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Tuning the enzymatic degradation and disassembly rates of polymeric amphiphiles and their assemblies is crucial for designing enzyme-responsive nanocarriers for controlled drug delivery applications. The common methods to control the enzymatic degradation of amphiphilic polymers are to tune the molecular weights and ratios of the hydrophilic and hydrophobic blocks. Read More

Machine-learning iterative calculation of entropy for physical systems

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Characterizing the entropy of a system is a crucial, and often computationally costly, step in understanding its thermodynamics. It plays a key role in the study of phase transitions, pattern formation, protein folding, and more. Current methods for entropy estimation suffer from a high computational cost, lack of generality, or inaccuracy and inability to treat complex, strongly interacting systems. Read More

Target finding in fibrous biological environments

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We use a lattice model to study first-passage time distributions of target finding events through complex environments with elongated fibers distributed with different anisotropies and volume occupation fractions. For isotropic systems and for low densities of aligned fibers, the three-dimensional search is a Poisson process with the first-passage time exponentially distributed with the most probable finding time at zero. Read More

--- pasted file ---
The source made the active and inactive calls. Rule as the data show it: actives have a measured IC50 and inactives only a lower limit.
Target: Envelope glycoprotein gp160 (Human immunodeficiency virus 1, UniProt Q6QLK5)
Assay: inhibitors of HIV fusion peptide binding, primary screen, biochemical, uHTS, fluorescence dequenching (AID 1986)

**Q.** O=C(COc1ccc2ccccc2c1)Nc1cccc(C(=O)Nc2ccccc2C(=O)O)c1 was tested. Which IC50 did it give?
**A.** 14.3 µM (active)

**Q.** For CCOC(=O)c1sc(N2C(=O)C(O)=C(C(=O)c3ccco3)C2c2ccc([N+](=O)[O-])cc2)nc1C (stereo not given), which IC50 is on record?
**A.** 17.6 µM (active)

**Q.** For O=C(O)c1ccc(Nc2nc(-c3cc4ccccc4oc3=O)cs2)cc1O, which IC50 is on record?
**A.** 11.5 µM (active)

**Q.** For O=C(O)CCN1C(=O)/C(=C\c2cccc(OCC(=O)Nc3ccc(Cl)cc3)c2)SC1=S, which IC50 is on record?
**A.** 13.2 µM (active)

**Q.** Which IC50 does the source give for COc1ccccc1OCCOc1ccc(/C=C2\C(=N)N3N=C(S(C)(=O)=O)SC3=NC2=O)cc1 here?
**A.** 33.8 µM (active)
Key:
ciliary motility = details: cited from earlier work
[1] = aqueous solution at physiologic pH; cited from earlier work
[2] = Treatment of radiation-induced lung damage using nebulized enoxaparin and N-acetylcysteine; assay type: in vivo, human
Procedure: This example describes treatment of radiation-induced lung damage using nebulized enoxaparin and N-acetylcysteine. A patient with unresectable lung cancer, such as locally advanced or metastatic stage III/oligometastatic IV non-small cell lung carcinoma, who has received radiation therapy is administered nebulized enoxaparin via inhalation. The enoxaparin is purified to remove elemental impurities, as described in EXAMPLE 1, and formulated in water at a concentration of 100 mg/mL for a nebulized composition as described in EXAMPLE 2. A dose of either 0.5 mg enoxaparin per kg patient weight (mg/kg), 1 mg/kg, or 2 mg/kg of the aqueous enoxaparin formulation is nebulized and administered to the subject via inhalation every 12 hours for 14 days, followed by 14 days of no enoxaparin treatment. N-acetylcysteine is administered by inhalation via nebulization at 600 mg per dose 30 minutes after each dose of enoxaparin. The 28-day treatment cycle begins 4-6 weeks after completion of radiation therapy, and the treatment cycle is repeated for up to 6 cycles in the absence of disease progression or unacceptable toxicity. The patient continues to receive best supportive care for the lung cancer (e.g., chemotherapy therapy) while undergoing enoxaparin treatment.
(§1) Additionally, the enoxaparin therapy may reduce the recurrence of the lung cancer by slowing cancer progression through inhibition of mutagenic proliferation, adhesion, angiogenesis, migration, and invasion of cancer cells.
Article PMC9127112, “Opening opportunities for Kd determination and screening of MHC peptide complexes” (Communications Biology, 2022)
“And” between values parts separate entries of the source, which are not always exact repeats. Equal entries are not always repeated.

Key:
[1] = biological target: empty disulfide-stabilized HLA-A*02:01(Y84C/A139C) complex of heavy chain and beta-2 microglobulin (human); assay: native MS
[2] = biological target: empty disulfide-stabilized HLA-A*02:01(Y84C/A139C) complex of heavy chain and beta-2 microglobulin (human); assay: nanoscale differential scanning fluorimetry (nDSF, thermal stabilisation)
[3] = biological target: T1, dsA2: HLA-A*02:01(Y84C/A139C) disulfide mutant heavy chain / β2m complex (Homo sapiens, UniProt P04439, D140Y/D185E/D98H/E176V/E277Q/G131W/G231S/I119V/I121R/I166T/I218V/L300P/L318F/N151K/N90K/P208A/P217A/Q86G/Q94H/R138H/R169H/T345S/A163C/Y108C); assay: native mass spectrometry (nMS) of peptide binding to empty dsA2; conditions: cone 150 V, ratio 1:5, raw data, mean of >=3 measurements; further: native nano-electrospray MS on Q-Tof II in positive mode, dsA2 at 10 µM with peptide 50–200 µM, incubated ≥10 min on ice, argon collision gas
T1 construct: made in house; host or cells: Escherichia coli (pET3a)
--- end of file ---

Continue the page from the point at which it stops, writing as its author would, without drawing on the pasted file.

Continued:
Experimental Realization of Diffusion with Stochastic Resetting

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Stochastic resetting is prevalent in natural and man-made systems, giving rise to a long series of nonequilibrium phenomena. Diffusion with stochastic resetting serves as a paradigmatic model to study these phenomena, but the lack of a well-controlled platform by which this process can be studied experimentally has been a major impediment to research in the field. Read More

Delayed nucleation in lipid particles

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Metastable states in first-order phase-transitions have been traditionally described by classical nucleation theory (CNT). However, recently an increasing number of systems displaying such a transition have not been successfully modelled by CNT. The delayed crystallization of phospholipids upon super-cooling is an interesting case, since the extended timescales allow access into the dynamics. Read More